‘Do not be bullied out of your common sense by the specialist: two to one, he is a pedant.’

- Oliver Wendell Holmes

 

How to work with professional writers

To get the most out of a writer, there are some more important principles to follow. Here’s what we’ve found matters most:

Selection

  • Look for writers with a track record of work in a similar format or subject, but don’t get hung up if they haven’t done the same thing elsewhere. A good writer should be able to research new topics effectively.
  • Meet the writer (not just the account manager) to make sure there’s good chemistry. Do they talk your language? Understand your requirements? Give constructive input about ways they might carry out your brief?
  • Look for a chameleon-like ability to write in different styles. A good writer should be able to follow a corporate style guide and adapt their work to the audience and client.
  • Ask for references.
  • Check that your writer has professional indemnity insurance.

Management

  • Like most people, writers like to get positive feedback. If they’ve done a good job, tell them.
  • When it comes to fact-checking, you should expect a writer to keep meticulous notes and they will normally record any interviews they carry out.
  • Similarly, writers should be able to provide independent sources for any facts and statistics they use in their work.
  • Like anyone in business, writers will try to schedule their work. Last minute requests and short deadlines are okay (sometimes) but you are more likely to get a good job if you allow a reasonable deadline.
  • Writers tend to think in terms of deadlines, drafts and word counts and chunk up their time in units of interviews, research, writing and editing. Understanding a little about how they work will help you understand what progress they are making.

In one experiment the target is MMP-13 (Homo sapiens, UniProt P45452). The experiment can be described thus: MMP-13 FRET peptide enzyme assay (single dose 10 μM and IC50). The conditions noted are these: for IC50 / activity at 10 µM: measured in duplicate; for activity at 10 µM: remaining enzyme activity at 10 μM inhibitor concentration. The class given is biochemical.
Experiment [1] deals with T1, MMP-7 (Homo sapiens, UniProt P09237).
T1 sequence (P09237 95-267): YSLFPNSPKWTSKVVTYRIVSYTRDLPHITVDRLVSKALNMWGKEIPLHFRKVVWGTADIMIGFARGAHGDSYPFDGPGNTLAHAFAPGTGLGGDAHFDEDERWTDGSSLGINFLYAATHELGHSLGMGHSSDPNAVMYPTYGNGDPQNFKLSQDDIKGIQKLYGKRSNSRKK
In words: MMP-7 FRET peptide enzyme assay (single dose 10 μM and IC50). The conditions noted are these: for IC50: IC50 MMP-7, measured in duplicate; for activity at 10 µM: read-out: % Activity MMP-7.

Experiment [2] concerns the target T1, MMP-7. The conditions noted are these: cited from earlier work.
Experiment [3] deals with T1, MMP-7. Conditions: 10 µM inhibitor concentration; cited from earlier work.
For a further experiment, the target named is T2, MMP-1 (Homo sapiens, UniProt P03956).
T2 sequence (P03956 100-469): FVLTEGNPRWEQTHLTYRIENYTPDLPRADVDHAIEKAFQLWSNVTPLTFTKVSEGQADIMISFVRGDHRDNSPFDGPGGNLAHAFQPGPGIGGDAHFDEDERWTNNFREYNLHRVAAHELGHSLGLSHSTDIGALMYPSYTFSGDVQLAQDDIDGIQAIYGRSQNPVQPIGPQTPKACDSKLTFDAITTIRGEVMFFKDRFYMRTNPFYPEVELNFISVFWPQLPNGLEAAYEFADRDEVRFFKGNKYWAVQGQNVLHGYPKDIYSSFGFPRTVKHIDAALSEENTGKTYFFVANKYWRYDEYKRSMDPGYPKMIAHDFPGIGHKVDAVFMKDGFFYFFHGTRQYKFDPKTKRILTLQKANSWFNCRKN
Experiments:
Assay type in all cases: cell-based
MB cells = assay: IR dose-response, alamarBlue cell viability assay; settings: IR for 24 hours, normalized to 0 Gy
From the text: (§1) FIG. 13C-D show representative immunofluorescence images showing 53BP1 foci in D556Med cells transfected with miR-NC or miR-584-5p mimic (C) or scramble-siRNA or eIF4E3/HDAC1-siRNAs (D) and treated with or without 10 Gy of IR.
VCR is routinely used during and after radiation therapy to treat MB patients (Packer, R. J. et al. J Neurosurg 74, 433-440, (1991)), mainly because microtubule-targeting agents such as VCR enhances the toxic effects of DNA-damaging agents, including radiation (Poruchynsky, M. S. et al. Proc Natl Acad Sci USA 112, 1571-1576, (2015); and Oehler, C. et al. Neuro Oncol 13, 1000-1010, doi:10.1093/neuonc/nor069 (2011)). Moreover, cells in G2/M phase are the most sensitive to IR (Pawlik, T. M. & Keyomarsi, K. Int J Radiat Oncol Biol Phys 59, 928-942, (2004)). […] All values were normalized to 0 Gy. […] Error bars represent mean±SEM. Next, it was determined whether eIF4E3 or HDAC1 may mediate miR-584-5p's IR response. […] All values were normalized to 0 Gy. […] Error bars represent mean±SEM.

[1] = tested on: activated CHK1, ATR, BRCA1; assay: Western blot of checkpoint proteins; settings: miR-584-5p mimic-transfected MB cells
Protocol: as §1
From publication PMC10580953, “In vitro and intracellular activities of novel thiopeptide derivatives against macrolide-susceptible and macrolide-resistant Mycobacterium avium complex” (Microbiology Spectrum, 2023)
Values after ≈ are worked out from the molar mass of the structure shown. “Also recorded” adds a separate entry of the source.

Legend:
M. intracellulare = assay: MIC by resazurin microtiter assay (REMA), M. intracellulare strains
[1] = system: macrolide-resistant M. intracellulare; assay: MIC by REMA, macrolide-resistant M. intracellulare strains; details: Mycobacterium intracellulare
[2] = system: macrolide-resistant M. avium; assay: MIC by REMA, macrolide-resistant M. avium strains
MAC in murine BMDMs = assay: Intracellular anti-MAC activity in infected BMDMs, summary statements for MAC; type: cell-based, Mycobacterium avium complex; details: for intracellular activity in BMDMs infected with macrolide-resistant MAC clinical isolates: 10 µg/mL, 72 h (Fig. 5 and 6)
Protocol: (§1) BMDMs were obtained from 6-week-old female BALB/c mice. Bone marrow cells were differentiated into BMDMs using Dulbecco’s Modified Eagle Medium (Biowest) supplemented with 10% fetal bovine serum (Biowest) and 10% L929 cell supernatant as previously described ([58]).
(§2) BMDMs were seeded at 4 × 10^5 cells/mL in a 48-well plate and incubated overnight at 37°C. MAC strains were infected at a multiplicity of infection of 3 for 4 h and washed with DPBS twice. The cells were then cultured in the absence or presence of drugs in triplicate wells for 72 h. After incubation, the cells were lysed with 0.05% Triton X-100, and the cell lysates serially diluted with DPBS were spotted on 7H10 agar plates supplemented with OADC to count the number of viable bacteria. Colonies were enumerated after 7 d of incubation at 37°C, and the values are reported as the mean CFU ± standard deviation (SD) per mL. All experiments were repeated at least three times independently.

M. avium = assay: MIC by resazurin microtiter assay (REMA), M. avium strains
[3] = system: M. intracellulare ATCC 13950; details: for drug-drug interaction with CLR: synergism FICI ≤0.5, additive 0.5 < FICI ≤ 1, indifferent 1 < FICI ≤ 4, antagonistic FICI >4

Editing and rewriting

  • You may find writers reluctant to release work until it has reached a final draft form. At Articulate, work goes through a fact-checking and proofreading stage before being released to clients.
  • You should expect to receive work that is spelled correctly, is grammatical and that makes sense. It should, naturally, meet the brief.
  • It’s normal for the client to review the work from their company’s perspective to check, for example, that trademarks are properly written out or that job titles are correct. Minor tweaks like this are fine, especially when you start working with a writer.
  • In our experience, most major rework arises from a faulty brief or one that changes during the assignment.
  • That said, you shouldn’t have to deal with a writer’s ego. If the work doesn’t do what you expected, explain why not and request changes. The more specific you are, the more likely you are to get a satisfactory result.
  • In our view, unpardonable sins include: missing a deadline, starting work without an agreed brief, clichés, and making the same mistake twice.

If you work with agencies, contractors or directly with writers, review the way you select, brief, and manage them and see if there are any ways you can do it better.

Thanks, we feel better now

Needless to say we've thought long and hard about how we’d like clients to work with us. It’s important to us because we love the written word and always try to create content that sings.

That said, it’s also in your best interest to follow these guidelines. Whether you work with us or another agency, these tips will ensure your writers know exactly what you want and deliver the content you need.

But, working well with your writers is just a start. There are many facets to an effective marketing campaign, and inbound marketing is an art and a skill. It’s also a form of marketing that, when done right, delivers results. Statistically, it achieves three times the results than paid advertising.

So, beyond writing, you need to ask yourself, is your business getting the leads it needs to thrive? Well, is it, punk?